NASA, the National Oceanic and Atmospheric Administration, and a Japanese agency confirmed that 2014 is the new warmest year on record. An article here describes the findings and that 2014 surpassed 2010 as the warmest year on record. This new record is even more impressive because it occurred in the absence of “El Niño,” a periodic phenomenon during which the Pacific Ocean contributes large amounts of heat to the atmosphere.
According to the article, “February 1985 was the last time global surface temperatures fell below the 20th-century average for a given month, meaning that no one younger than 30 has ever lived through a below-average month. The last full year that was colder than the 20th-century average was 1976.”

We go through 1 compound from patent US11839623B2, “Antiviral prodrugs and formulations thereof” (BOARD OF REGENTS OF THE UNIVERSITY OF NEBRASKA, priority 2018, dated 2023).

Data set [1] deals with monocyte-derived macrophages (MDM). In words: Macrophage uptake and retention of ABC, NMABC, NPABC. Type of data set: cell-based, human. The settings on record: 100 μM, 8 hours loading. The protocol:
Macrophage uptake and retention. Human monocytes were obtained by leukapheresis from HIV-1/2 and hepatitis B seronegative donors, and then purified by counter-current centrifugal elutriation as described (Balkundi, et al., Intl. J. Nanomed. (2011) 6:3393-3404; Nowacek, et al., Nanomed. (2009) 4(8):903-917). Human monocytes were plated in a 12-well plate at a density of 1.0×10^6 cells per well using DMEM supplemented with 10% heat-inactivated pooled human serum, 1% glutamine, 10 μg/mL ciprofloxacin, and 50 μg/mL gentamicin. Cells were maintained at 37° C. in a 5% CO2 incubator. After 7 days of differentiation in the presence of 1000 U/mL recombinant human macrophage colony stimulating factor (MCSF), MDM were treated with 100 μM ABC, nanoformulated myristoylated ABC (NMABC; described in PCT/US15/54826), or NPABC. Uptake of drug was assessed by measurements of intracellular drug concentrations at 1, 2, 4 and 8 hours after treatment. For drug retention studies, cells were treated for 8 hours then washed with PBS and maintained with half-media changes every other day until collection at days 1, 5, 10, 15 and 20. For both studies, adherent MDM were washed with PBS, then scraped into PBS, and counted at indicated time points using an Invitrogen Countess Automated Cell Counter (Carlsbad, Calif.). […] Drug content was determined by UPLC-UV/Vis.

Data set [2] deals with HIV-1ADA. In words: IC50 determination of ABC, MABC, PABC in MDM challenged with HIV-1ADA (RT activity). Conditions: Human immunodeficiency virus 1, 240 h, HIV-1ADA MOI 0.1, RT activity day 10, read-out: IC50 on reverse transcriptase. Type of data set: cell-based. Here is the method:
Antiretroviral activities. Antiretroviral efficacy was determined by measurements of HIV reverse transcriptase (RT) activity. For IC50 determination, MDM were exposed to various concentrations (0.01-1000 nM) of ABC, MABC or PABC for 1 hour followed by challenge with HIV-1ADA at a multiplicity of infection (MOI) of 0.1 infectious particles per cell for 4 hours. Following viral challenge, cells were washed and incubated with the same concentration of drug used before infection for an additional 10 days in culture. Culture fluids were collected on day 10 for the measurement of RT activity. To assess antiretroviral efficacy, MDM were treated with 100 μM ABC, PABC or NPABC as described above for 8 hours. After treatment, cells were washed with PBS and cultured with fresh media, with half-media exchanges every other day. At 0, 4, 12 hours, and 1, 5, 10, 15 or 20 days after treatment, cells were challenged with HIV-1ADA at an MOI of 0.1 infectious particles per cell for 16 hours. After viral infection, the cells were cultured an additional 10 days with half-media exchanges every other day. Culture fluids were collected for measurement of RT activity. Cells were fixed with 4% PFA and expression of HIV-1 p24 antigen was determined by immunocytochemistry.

However, this overall global trend does not translate to always-warmer temperatures in all places all the time. “The contiguous United States set a temperature record in 2012, a year of scorching heat waves and drought. But, mostly because of the unusual chill in the East, 2014 was only the 34th warmest year on record for the lower 48 states.” This presents another opportunity to emphasize that short-term, local and regional weather is not the same thing as climate.